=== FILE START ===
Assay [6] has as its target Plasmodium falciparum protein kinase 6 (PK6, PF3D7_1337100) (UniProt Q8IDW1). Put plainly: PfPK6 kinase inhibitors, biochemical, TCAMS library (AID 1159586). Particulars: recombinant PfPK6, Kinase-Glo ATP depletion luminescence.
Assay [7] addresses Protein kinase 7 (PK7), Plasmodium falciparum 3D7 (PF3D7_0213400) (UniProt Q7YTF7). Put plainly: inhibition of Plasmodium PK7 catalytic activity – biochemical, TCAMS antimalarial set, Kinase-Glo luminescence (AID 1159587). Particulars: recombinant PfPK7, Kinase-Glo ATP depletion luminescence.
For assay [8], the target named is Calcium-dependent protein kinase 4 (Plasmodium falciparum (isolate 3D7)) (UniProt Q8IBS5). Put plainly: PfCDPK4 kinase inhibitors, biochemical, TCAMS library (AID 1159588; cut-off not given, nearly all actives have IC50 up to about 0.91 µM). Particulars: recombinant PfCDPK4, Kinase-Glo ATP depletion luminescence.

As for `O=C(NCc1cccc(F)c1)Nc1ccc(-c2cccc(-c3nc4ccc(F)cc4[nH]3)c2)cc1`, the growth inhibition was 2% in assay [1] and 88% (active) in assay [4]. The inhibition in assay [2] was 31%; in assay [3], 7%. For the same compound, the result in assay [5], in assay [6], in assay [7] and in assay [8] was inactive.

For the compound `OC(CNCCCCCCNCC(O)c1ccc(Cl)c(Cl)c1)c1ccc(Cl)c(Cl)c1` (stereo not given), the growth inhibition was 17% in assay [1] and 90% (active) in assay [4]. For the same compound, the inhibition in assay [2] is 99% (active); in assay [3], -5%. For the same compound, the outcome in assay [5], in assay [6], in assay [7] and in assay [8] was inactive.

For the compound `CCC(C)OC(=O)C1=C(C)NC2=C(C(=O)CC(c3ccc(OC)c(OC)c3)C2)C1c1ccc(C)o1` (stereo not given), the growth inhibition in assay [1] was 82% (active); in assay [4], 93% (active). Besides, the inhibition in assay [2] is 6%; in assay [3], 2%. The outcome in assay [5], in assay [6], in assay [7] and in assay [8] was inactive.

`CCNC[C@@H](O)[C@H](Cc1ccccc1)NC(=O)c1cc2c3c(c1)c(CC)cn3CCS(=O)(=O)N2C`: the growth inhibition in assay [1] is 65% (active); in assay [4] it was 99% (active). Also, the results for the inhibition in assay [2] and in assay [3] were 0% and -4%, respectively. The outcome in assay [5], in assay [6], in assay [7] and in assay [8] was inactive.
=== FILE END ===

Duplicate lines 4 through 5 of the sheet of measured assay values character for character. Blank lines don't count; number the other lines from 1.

As for `O=C(NCc1cccc(F)c1)Nc1ccc(-c2cccc(-c3nc4ccc(F)cc4[nH]3)c2)cc1`, the growth inhibition was 2% in assay [1] and 88% (active) in assay [4]. The inhibition in assay [2] was 31%; in assay [3], 7%. For the same compound, the result in assay [5], in assay [6], in assay [7] and in assay [8] was inactive.

For the compound `OC(CNCCCCCCNCC(O)c1ccc(Cl)c(Cl)c1)c1ccc(Cl)c(Cl)c1` (stereo not given), the growth inhibition was 17% in assay [1] and 90% (active) in assay [4]. For the same compound, the inhibition in assay [2] is 99% (active); in assay [3], -5%. For the same compound, the outcome in assay [5], in assay [6], in assay [7] and in assay [8] was inactive.